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Discussion Starter · #1 ·
All the air travel is grounded in the UK and northern Europe today, just a week out from the first World Cup race in the UK. Volcanoes tend to last for a while, with 3 races in Europe in the next month (UK, Belgium and Germany), two of them in the next 2 weeks, I wonder if this might affect the North American presence in World Cup races this year and the UCI points standings. The European racers can always take the trains around the continent, but there aren't many alternate air routes to Europe from North America that won't be 10's of hours longer. And of course, if this becomes a persistent volcano, it could affect the European presence at the race at Windham and the World Championships at Mont Sainte Anne.

http://www.cbc.ca/world/story/2010/04/15/iceland-ash-airlines.html
 

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I know Catharine flies to Germany first.

Worst case she is driving (which would suck) but she will be there and will be kicking some serious arse :D :D
 

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Discussion Starter · #7 ·
An ash cloud from a volcano in Iceland that has prompted the closure of airports in parts of Europe could force the grounding of planes for a further 48 hours, a European air traffic official said Thursday.

"The extent is greater than we've ever seen before in the EU," Brian Flynn, deputy head of operations at the air traffic body Eurocontrol, told Reuters.

"The meteorological situation is such that the volcanic ash is progressing very slowly eastwards but there is not a lot of wind …so it is very slow and very dense."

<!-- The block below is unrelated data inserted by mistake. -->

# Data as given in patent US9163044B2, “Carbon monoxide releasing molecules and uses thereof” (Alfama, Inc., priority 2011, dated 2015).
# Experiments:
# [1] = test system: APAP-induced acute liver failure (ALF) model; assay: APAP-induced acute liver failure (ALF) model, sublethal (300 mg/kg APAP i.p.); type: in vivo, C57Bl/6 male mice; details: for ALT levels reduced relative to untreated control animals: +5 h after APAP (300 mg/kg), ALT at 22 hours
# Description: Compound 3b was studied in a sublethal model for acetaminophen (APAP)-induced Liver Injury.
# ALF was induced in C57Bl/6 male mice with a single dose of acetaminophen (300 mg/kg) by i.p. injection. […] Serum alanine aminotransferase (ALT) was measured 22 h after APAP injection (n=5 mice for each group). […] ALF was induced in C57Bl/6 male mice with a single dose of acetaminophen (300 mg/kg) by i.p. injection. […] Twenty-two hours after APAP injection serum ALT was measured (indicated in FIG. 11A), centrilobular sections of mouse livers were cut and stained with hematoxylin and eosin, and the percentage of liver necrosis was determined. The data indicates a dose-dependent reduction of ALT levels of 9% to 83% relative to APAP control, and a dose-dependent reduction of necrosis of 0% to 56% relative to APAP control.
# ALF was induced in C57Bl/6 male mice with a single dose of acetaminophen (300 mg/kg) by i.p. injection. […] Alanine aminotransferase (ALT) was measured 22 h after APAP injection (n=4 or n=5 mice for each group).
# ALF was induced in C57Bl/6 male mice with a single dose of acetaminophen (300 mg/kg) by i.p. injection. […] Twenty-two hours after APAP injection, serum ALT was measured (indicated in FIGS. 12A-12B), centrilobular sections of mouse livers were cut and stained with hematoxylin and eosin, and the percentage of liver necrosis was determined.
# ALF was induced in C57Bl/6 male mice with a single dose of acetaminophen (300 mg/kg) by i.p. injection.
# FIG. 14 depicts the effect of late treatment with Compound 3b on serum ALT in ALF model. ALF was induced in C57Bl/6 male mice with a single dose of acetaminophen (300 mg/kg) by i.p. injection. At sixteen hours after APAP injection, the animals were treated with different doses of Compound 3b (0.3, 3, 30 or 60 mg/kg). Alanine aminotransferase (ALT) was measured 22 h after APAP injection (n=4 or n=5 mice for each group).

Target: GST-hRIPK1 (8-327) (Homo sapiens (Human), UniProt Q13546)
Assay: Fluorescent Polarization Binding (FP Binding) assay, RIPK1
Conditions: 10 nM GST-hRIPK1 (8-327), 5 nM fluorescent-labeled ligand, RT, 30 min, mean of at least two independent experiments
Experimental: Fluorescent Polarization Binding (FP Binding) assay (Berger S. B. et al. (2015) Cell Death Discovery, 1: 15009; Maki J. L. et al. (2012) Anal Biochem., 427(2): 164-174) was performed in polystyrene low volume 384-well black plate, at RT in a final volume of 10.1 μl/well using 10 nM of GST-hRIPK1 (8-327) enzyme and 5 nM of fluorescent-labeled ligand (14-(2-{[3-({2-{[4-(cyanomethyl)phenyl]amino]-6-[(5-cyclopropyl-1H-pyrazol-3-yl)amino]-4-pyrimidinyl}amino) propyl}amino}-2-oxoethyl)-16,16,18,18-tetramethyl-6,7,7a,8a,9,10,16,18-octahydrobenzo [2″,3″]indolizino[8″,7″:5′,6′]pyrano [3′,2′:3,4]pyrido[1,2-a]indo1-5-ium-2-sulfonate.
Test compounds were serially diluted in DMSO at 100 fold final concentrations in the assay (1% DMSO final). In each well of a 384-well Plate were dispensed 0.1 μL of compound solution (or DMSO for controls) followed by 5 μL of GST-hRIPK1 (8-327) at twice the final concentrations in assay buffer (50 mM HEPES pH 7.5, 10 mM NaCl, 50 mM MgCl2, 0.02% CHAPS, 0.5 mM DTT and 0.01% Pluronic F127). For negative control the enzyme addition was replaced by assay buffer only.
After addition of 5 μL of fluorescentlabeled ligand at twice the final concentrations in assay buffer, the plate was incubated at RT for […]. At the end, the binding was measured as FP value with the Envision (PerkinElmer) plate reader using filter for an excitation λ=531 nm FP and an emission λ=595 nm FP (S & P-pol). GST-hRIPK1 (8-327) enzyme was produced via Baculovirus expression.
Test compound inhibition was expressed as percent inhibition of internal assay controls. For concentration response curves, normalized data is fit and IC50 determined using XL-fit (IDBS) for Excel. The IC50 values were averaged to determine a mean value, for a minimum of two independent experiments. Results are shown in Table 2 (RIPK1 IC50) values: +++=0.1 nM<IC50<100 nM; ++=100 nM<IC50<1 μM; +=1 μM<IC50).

Flynn said it could take another 48 hours for the situation to clear.

The safety risks from the cloud prompted Britain's National Air Traffic Service to ban all non-emergency flights in British airspace until 7 a.m. local time Friday. The ash cloud also forced officials to close airspace in Ireland, Denmark, Norway, Finland, Sweden and Belgium.

France shut down 24 airports, including the main hub of Charles de Gaulle in Paris, and several flights out of the U.S. had to double back.

The National Air Traffic Service said Britain had not halted all flights in its space in living memory, although most flights were grounded after the terror attacks of Sept. 11, 2001. Heathrow Airport in London was closed by fog for two days in 1952.

In Canada, airline officials are advising passengers that cancellations and delays in Europe will force delays and cancellations in Canada.

Air Canada announced that flights have been cancelled to and from Heathrow, Charles de Gaulle and the Frankfurt airport. Air Transat had cancelled all flights to Heathrow.

http://www.cbc.ca/world/story/2010/04/15/iceland-ash-airlines.html
 

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onlycrimson said:
I was just listening to this on the radio and they had a guy on that said two days of eruption would be extraordinary for this volcano. So, hopefully it dies down.